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Legumes may help prevent diabetes
The authors of the PREDIMED Study continue to assess the data gathered during their study (Clin Nutr 2018; 37(3);906-913), which began in October 2003 and ended in December 2010. The original study compared three different dietary variations on the risk of heart disease: a Mediterranean-style diet supplemented with extra-virgin olive oil, a Mediterranean-style diet supplemented with nuts, and a low-fat diet.

Which fats are linked with diabetes risk?
We've reported in the past on the results of the PREDIMED study (Prevencion con Dieta Mediterranea). To briefly recap, this long-term, large scale study compared three groups of people, all of whom were at least 55 years of age (at the start of the study) and at increased risk of cardiovascular disease.

Big news on breast cancer prevention
Back in 2010 I shared with you a long-term, large-scale study carried out in Greece that looked at the relationship between women's Mediterranean Diet score and their risk of breast cancer. Postmenopausal women with a score of at least 6 (out of nine possible points) were 41% less likely to develop breast cancer than those with scores of 3 or less.


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Type 2 diabetic? Stay off medication longer with a Mediterranean-style diet

a person's hand holding a bottle of pills alongside an insulin injector

Outcomes in a small portion of a much larger trial suggest that a Mediterranean style diet supplemented with extra virgin olive oil may help those with type 2 diabetes avoid having to take glucose-lowering medication for longer than either a Mediterranean-style diet supplemented with mixed nuts or a low-fat diet.

I've discussed outcomes from this large-scale, long-term study before: it's called the PREDIMED trial (Prevencion con Dieta Mediterranea). Briefly, between October 2003 and June of 2009 nearly 7,500 Spanish men and women between 55 and 80 years of age and without heart disease were randomly assigned to one of three diets: a Mediterranean-style diet supplemented with extra virgin olive oil, a Mediterranean-style diet supplemented with mixed nuts, or a control diet that simply recommended that the assigned participants reduce their overall fat intake.

The participants responded to medical, dietary, and demographic questionnaires at the start of the study, repeating the questionnaires on a yearly basis. From the initiation of the study those assigned to a Mediterranean-style diet received counseling on a quarterly basis on how to follow a Mediterranean-style diet, while those assigned to a low-fat diet received initial training but not quarterly counseling sessions until at least 3 years after starting the study.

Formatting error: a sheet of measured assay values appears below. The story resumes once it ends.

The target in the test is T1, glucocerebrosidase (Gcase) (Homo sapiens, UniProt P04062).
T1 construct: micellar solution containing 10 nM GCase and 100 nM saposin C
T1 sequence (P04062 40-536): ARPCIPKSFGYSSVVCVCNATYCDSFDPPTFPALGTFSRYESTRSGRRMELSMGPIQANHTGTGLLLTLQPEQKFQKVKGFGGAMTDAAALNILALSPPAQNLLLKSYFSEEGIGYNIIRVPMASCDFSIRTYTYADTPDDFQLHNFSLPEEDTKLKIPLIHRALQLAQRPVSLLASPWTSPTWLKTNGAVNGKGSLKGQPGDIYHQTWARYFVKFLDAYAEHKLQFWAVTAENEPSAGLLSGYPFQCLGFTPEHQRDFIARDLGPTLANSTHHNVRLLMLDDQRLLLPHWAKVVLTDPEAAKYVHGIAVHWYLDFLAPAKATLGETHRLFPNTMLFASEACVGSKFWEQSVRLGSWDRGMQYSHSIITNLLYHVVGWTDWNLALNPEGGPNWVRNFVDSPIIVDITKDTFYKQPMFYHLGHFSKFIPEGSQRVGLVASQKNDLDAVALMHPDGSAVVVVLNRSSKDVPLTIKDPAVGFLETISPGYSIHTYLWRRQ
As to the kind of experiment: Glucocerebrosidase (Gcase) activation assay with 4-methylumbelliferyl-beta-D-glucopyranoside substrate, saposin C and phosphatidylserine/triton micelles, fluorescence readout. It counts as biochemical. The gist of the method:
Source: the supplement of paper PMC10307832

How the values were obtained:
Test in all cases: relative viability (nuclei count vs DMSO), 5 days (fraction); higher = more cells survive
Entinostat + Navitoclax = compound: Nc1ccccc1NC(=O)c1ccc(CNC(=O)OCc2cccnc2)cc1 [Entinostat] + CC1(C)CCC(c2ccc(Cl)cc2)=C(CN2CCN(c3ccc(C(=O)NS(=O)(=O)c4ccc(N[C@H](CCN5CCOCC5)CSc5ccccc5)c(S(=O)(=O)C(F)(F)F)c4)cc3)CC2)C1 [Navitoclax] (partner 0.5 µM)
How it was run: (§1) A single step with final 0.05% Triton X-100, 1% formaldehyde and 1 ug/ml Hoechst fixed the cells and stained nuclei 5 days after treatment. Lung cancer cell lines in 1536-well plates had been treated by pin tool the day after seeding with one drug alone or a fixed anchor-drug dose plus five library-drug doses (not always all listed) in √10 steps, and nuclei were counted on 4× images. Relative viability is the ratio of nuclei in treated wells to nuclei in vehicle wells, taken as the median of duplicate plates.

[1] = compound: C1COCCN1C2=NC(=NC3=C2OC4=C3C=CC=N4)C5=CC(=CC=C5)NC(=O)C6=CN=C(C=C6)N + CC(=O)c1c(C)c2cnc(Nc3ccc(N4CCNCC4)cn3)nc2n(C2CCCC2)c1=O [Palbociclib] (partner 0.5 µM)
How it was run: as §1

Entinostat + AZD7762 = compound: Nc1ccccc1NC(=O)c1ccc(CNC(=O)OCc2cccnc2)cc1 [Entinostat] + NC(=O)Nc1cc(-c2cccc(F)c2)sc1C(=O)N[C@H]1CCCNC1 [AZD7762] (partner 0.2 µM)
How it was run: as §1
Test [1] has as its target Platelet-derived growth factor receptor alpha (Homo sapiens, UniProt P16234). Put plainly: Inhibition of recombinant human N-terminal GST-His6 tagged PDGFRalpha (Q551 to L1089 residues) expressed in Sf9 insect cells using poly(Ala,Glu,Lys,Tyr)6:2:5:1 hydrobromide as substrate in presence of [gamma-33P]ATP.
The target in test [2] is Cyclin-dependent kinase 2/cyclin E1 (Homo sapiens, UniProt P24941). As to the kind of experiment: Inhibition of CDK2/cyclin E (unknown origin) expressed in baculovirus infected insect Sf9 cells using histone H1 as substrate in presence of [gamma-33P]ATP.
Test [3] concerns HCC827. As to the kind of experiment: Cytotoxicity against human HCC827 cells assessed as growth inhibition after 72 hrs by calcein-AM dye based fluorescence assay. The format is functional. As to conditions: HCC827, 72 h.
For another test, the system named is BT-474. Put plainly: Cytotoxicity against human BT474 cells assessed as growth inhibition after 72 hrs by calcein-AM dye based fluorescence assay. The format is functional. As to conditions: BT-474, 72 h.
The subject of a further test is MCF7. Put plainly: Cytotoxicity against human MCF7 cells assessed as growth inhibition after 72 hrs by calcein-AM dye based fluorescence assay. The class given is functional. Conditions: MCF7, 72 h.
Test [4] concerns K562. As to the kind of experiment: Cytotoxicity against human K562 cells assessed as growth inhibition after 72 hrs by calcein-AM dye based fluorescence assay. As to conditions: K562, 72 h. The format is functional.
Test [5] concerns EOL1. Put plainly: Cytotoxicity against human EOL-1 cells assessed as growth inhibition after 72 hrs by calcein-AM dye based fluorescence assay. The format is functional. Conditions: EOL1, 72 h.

For their analysis, the authors of this study limited their research to those participants who had been diagnosed with type 2 diabetes prior to enrolling in the study: about 3,200 people (Diabetes Care 2019;42:1390-1397). They had one simple question: after enrolling in the study, how long was it until the participant had to start taking glucose-lowering medication?

The authors took into account not only the usual demographic and dietary variables, they also took into account recently-revealed irregularities in the study's randomization.

They found that compared to those on the low-fat eating plan, those who followed either type of Mediterranean-style diet were 9% less likely to need to start glucose-lowering medication, and 13% less likely to need to start long-term insulin treatment.

When considering each Mediterranean-style diet alone, those whose diet was supplemented with about 4 Tablespoons of olive oil per day were 22% less likely to need to start medication, while those who diet was supplemented with an ounce of mixed nuts per day were 11% less likely to need to start medication.

What this means for you

What's particularly significant about this study is that the participants were not instructed to cut calories or to increase their physical activity: they simply changed their style of eating for the long term and avoided having to take glucose-lowering medication for longer than if they had gone on a low-fat diet.

Why were the results better for those on the Mediterranean-style diet supplemented with olive oil rather than nuts? The authors of this study could note only that the added extra virgin olive oil in those participants' diets assigned to that group represented about 22% of their total calories, while only 8% of the calories came from the nuts in the diet of those assigned to that group. Might more nuts have the same effect as the olive oil? We can't be sure. Either way, this study adds to the evidence for a Mediterranean-style diet being best for type 2 diabetics.

First posted: August 7, 2019